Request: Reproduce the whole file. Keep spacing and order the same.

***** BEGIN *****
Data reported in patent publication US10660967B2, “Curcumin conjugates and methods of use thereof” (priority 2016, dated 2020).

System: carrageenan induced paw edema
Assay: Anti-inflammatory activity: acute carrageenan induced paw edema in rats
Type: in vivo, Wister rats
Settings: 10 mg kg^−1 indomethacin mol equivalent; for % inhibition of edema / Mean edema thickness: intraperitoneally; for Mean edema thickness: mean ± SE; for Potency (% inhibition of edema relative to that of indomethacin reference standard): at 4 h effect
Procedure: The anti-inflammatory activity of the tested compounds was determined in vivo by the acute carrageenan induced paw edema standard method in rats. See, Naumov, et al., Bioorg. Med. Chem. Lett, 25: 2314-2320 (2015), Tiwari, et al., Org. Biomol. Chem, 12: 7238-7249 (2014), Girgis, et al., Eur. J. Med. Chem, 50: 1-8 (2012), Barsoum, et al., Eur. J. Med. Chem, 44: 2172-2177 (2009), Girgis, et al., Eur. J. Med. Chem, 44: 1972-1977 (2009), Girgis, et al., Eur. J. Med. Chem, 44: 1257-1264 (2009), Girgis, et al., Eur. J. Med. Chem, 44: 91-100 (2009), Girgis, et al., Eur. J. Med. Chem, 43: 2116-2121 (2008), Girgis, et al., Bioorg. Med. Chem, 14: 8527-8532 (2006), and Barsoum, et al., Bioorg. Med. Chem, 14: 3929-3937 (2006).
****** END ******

Data reported in patent publication US10660967B2, “Curcumin conjugates and methods of use thereof” (priority 2016, dated 2020).

System: carrageenan induced paw edema
Assay: Anti-inflammatory activity: acute carrageenan induced paw edema in rats
Type: in vivo, Wister rats
Settings: 10 mg kg^−1 indomethacin mol equivalent; for % inhibition of edema / Mean edema thickness: intraperitoneally; for Mean edema thickness: mean ± SE; for Potency (% inhibition of edema relative to that of indomethacin reference standard): at 4 h effect
Procedure: The anti-inflammatory activity of the tested compounds was determined in vivo by the acute carrageenan induced paw edema standard method in rats. See, Naumov, et al., Bioorg. Med. Chem. Lett, 25: 2314-2320 (2015), Tiwari, et al., Org. Biomol. Chem, 12: 7238-7249 (2014), Girgis, et al., Eur. J. Med. Chem, 50: 1-8 (2012), Barsoum, et al., Eur. J. Med. Chem, 44: 2172-2177 (2009), Girgis, et al., Eur. J. Med. Chem, 44: 1972-1977 (2009), Girgis, et al., Eur. J. Med. Chem, 44: 1257-1264 (2009), Girgis, et al., Eur. J. Med. Chem, 44: 91-100 (2009), Girgis, et al., Eur. J. Med. Chem, 43: 2116-2121 (2008), Girgis, et al., Bioorg. Med. Chem, 14: 8527-8532 (2006), and Barsoum, et al., Bioorg. Med. Chem, 14: 3929-3937 (2006).